How the United States can learn from the practices and innovations in other countries

The Centers for Disease Control and Prevention estimates that illnesses from contaminated food sicken 48 million Americans each year, resulting in 128,000 hospitalizations and 3,000 deaths For the almost 9.4 million illnesses caused by known agents, outbreak data suggest that at least 22 percent of these illnesses (over 2 million cases) are associated with meat and poultry consumption. In addition, the cost of foodborne diseases associated with these products has been estimated to be almost $7 billion each year. 

The safety of meat and poultry is regulated by the United States Department of Agriculture. USDA inspectors are required by law to be present at all times during slaughter and to visit, on a daily basis, every meat and poultry processing plant engaged in interstate commerce in the United States. However, traditional slaughter inspection methods, which are based upon a system that is more than 100 years old, are not designed to detect most of the current microbial and chemical contaminants of public health importance.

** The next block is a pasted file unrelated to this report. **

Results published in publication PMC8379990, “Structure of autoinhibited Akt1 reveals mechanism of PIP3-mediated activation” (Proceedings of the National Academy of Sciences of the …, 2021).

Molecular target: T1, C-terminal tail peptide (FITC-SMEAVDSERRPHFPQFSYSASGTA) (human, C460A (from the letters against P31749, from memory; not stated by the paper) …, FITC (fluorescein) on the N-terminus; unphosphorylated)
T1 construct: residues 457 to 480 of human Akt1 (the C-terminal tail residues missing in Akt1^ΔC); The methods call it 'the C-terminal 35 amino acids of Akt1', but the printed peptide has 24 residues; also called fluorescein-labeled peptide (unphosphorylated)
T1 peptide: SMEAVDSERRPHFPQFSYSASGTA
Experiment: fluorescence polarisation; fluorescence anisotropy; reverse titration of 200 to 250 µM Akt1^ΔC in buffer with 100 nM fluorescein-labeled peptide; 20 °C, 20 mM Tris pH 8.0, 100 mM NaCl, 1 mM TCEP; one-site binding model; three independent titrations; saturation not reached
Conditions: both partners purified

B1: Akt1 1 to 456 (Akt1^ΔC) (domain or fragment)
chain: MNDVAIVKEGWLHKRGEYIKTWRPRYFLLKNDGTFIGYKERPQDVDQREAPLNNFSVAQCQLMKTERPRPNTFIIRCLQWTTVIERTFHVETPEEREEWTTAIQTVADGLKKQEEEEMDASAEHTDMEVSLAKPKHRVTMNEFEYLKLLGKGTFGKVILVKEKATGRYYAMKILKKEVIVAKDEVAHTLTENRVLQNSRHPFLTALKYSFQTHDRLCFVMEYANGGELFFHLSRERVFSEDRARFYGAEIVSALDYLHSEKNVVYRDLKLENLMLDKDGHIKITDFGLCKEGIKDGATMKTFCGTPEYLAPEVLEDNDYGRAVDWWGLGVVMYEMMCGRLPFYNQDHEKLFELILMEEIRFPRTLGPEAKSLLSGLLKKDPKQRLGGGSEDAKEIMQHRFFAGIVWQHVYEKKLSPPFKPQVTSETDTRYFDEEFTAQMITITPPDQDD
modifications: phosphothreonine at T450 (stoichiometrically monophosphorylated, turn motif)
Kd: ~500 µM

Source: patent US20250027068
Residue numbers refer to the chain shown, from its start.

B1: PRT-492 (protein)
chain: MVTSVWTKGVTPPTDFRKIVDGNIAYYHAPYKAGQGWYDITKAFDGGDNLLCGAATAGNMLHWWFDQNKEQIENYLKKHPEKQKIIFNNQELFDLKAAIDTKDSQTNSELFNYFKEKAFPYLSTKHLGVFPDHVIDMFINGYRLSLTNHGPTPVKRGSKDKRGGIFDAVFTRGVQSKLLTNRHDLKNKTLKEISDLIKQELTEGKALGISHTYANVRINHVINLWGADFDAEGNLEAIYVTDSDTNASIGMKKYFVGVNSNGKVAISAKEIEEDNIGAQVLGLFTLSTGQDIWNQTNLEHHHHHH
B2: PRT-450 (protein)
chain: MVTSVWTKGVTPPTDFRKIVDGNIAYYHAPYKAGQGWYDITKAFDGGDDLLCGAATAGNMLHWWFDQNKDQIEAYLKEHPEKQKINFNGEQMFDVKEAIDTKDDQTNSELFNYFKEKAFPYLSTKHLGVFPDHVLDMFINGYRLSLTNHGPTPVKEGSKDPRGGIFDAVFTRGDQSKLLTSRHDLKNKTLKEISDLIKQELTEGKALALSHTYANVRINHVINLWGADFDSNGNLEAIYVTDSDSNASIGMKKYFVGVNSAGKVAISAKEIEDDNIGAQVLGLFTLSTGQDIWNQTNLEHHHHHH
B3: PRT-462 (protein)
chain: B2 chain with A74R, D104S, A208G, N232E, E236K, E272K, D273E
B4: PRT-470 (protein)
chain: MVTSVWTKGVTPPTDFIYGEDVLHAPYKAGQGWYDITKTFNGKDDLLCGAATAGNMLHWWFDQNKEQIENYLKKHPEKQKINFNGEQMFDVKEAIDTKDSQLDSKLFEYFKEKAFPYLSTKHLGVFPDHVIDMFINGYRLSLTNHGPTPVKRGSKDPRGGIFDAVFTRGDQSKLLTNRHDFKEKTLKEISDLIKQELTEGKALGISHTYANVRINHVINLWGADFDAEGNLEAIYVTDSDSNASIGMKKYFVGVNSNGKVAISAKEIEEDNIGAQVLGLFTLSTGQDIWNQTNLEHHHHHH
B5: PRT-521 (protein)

In Meat and Poultry Inspection 2.0, The Pew Charitable Trusts and the Center for Science in the Public Interest (CSPI) examine the efforts and approaches undertaken by other countries as well as the European Food Safety Authority (EFSA) to modernize meat inspection. This review is intended to identify innovations that could offer improved protections for U.S. consumers. 

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